Around his junior year in high school is when he started getting recruited to college. That's when he recalled Morehead State head coach and former major leaguer Steve Hamilton showed up at a district tournament. Then he came more games.

Wheeler recalled there being some uncertainty over whether Hamilton would stay on as coach or move elsewhere. When he remained coach - and became the school's athletic director - Wheeler signed.

Wheeler had some familiarity with the Kentucky school. Some friends and players he knew went there. The team was one where players went who needed some polish, he recalled.

He recalled the transition from high school to college as one of starting over. The good players were known in high school. In college, nothing could be taken for granted. Players had to rely more on hard work than ability.

He recalled his coach as letting his players get used to what was going on, the making changes and adjustments with his players.

"He was a great coach," Wheeler said of Hamilton. "He ran the program like a minor league program as far as practicewise and travelwise. He was great to play for."

Wheeler played three seasons at Morehead. He also spent time in summers in the Great Lakes Collegiate Baseball League. He was playing in that league when he signed with the Reds.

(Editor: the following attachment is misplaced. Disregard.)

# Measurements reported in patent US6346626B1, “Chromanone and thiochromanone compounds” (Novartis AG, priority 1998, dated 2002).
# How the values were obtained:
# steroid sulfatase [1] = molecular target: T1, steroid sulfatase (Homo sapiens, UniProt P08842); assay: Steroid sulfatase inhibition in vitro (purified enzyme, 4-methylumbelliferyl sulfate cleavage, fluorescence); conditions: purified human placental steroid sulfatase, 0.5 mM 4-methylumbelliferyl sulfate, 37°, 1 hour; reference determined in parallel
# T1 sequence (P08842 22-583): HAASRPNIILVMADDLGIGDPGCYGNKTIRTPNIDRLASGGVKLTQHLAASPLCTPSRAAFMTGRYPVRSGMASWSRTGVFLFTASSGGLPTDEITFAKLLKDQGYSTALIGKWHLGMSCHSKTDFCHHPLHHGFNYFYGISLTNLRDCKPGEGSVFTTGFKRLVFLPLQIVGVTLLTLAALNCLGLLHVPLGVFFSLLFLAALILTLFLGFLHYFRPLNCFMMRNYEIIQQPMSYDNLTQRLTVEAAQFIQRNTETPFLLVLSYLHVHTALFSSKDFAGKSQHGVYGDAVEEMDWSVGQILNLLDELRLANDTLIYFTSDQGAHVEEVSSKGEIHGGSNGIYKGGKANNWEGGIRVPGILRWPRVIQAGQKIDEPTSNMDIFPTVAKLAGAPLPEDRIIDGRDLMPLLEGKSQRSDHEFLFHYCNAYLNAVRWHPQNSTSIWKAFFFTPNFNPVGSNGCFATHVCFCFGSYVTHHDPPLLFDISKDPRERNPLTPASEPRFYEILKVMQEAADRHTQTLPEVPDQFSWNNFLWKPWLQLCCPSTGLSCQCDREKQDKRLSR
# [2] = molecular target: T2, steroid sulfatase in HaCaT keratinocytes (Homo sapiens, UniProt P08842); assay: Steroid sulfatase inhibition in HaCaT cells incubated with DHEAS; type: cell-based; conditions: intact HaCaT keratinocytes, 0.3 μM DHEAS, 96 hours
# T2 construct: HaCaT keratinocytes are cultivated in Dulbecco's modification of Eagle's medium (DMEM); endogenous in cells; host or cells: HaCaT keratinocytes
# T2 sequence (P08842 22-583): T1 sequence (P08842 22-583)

Wheeler had thought about trying to turn pro. But after his junior year seemed the right time. He had two classes left to get his degree. He'd also seen guys who had good junior years come back for senior years and never get another opportunity.
Dave Wheeler played catcher at Morehead State, whee he played against Youngstown State. Photo is of a Youngstown State catcher in 2012. (Greatest 21 Days)
"I kind of weighed it out," Wheeler said. "If it works out, great. If not, I've got two classes to graduate college. I took advantage of an opportunity."

Wheeler had seen scouts at his games as early as high school. His coach would get  a questionnaire to fill out. He thought the attention was neat, but he didn't play too much attention to it.

Reds scouts had seen him several times over the years. Wheeler recalled it seeming like every time the crosschecker was at a game, he played well.

He'd also been to four or five tryout camps for the Reds, three times in college and once or twice in high school. The 1990 camp was at Riverfront Stadium, the stadium of the team that he grew up watching.

"It's pretty neat," Wheeler said of getting to play at Riverfront. "It's a lot different than when you're sitting in the bleachers watching."

Wheeler got to hit in the tunnel. He also got to play in a scrimmage game afterward with 20 of the other guys. As for the tryout itself, he felt really comfortable afterward with what he did and he told his collegiate league coach that afterward.

"I told him I thin I got a really good chance of getting an opportunity," Wheeler said.

Wheeler got that opportunity. Soon, he was off to Billings. (Go to Part 2)

Part 1: Just Clicked | Part 2: That Opportunity

Go to Part 2: Dave Wheeler, That Opportunity